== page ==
Large peer-to-peer companies are not yet banks

Although banking services are becoming more robust, there are important differences. Mobile payment apps, unlike banks or credit unions, are not FDIC insured. If anything ever happened to the company, your money would be gone.

But Douglas Boneparth, president and founder of Bone Fide Wealth, which caters to a younger financial advisory clientele, says he’s less concerned, and as long as someone isn’t carrying thousands of dollars in their mobile banking app, the convenience factor is big .

“When was the last time FDIC insurance was needed? … I certainly haven’t heard from that in a while,” he said.

Venmo and PayPal are both part of PayPal’s parent company, while Block, formerly Square, owns the Cash App, and these are big companies now, so the protection of FDIC insurance isn’t necessarily that important to the average person who doesn’t hold it large amounts of cash in the first place.

“You see the development, you know, a lot of them are becoming extraordinarily adept … they’re caring for, innovating and adopting things that are very appealing to younger demographics. This is the future of commerce,” said Bonepart.

Rossman says it’s true that none of these big P2P companies are going out of business any time soon, but consumers should at least know that without FDIC insurance, there’s a risk, even if it’s small. The bigger point is, “They’re not a perfect substitute for a bank. I tend to think of it more as a complement rather than a full-fledged bank account,” he said.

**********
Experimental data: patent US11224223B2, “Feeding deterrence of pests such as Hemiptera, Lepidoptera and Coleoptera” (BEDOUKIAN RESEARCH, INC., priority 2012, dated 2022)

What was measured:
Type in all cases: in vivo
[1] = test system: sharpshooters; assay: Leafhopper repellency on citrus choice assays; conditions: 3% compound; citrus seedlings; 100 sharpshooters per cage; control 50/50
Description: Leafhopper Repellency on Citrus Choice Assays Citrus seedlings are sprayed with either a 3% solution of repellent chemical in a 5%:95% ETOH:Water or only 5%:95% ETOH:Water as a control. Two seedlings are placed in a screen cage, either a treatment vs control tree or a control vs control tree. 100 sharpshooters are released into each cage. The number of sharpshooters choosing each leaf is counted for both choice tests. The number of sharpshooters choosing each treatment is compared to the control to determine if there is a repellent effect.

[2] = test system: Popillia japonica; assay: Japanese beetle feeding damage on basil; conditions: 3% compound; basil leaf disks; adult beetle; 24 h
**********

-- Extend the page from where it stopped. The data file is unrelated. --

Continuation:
With 5% of Americans being unbanked and three times that many being underbanked, there are still reasons to join the banking system rather than avoid it entirely.

A person with no banking experience may find it more difficult to secure the credit relationships needed in life, such as car loans and mortgages. “Many people are voluntarily unbanked. Maybe they don’t trust the banks or they’re in a banking desert,” Rossman said. “But if you put all your eggs in that one basket, that can hold you back in the long run. Ultimately, I’m still saying that you should try to join the banking system. Ultimately, it’s nice to have a bank account where you can write a check or go to an ATM or pay bills.”

Just as consumers are now experimenting with the number of streaming services they need to restore value to a cable TV account without ending up with a similarly large bill, financial services can become overly complex and costly as options multiply.

“The banking system and relationships offer some convenience. There are workarounds, but sometimes the wheel re-emerges,” Rossman said.